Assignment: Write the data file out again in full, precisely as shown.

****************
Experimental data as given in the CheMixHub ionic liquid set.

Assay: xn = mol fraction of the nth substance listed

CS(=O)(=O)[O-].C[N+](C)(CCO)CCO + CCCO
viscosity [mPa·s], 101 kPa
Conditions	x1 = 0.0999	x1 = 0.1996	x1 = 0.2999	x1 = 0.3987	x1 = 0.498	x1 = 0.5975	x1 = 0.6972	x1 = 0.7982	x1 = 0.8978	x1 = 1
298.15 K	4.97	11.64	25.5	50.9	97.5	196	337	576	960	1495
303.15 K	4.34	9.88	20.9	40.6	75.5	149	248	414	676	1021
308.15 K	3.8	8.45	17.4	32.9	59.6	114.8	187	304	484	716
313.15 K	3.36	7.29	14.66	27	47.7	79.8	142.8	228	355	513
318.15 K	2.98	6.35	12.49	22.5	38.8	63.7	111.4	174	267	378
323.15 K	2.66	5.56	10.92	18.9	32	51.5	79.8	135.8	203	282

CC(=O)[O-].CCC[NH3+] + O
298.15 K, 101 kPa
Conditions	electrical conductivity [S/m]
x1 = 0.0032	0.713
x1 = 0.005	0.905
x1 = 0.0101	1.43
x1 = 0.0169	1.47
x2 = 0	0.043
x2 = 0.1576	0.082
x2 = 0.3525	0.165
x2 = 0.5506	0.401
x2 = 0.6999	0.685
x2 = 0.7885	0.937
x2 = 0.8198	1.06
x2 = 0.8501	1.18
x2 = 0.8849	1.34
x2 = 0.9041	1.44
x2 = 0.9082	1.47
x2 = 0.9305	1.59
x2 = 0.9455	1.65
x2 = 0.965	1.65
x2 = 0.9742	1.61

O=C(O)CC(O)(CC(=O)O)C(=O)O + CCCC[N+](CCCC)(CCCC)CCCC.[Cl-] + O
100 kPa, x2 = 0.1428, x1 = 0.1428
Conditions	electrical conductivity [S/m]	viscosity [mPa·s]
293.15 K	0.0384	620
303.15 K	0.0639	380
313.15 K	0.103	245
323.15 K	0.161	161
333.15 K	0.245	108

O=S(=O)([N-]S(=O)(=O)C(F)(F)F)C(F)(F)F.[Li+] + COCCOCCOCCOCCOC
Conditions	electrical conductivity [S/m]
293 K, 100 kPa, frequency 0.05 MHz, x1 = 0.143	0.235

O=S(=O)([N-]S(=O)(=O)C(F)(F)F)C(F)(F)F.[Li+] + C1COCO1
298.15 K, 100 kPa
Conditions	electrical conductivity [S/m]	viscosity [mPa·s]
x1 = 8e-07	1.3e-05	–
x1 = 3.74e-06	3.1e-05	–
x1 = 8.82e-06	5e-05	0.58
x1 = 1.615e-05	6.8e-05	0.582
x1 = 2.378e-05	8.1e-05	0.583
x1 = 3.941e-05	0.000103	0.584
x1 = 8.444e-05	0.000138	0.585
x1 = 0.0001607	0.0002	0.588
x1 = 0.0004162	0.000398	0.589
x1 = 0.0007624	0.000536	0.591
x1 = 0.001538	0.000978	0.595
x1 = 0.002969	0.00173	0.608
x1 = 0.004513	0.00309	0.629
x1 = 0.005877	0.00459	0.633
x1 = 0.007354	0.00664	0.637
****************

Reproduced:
Experimental data as given in the CheMixHub ionic liquid set.

Assay: xn = mol fraction of the nth substance listed

CS(=O)(=O)[O-].C[N+](C)(CCO)CCO + CCCO
viscosity [mPa·s], 101 kPa
Conditions	x1 = 0.0999	x1 = 0.1996	x1 = 0.2999	x1 = 0.3987	x1 = 0.498	x1 = 0.5975	x1 = 0.6972	x1 = 0.7982	x1 = 0.8978	x1 = 1
298.15 K	4.97	11.64	25.5	50.9	97.5	196	337	576	960	1495
303.15 K	4.34	9.88	20.9	40.6	75.5	149	248	414	676	1021
308.15 K	3.8	8.45	17.4	32.9	59.6	114.8	187	304	484	716
313.15 K	3.36	7.29	14.66	27	47.7	79.8	142.8	228	355	513
318.15 K	2.98	6.35	12.49	22.5	38.8	63.7	111.4	174	267	378
323.15 K	2.66	5.56	10.92	18.9	32	51.5	79.8	135.8	203	282

CC(=O)[O-].CCC[NH3+] + O
298.15 K, 101 kPa
Conditions	electrical conductivity [S/m]
x1 = 0.0032	0.713
x1 = 0.005	0.905
x1 = 0.0101	1.43
x1 = 0.0169	1.47
x2 = 0	0.043
x2 = 0.1576	0.082
x2 = 0.3525	0.165
x2 = 0.5506	0.401
x2 = 0.6999	0.685
x2 = 0.7885	0.937
x2 = 0.8198	1.06
x2 = 0.8501	1.18
x2 = 0.8849	1.34
x2 = 0.9041	1.44
x2 = 0.9082	1.47
x2 = 0.9305	1.59
x2 = 0.9455	1.65
x2 = 0.965	1.65
x2 = 0.9742	1.61

O=C(O)CC(O)(CC(=O)O)C(=O)O + CCCC[N+](CCCC)(CCCC)CCCC.[Cl-] + O
100 kPa, x2 = 0.1428, x1 = 0.1428
Conditions	electrical conductivity [S/m]	viscosity [mPa·s]
293.15 K	0.0384	620
303.15 K	0.0639	380
313.15 K	0.103	245
323.15 K	0.161	161
333.15 K	0.245	108

O=S(=O)([N-]S(=O)(=O)C(F)(F)F)C(F)(F)F.[Li+] + COCCOCCOCCOCCOC
Conditions	electrical conductivity [S/m]
293 K, 100 kPa, frequency 0.05 MHz, x1 = 0.143	0.235

O=S(=O)([N-]S(=O)(=O)C(F)(F)F)C(F)(F)F.[Li+] + C1COCO1
298.15 K, 100 kPa
Conditions	electrical conductivity [S/m]	viscosity [mPa·s]
x1 = 8e-07	1.3e-05	–
x1 = 3.74e-06	3.1e-05	–
x1 = 8.82e-06	5e-05	0.58
x1 = 1.615e-05	6.8e-05	0.582
x1 = 2.378e-05	8.1e-05	0.583
x1 = 3.941e-05	0.000103	0.584
x1 = 8.444e-05	0.000138	0.585
x1 = 0.0001607	0.0002	0.588
x1 = 0.0004162	0.000398	0.589
x1 = 0.0007624	0.000536	0.591
x1 = 0.001538	0.000978	0.595
x1 = 0.002969	0.00173	0.608
x1 = 0.004513	0.00309	0.629
x1 = 0.005877	0.00459	0.633
x1 = 0.007354	0.00664	0.637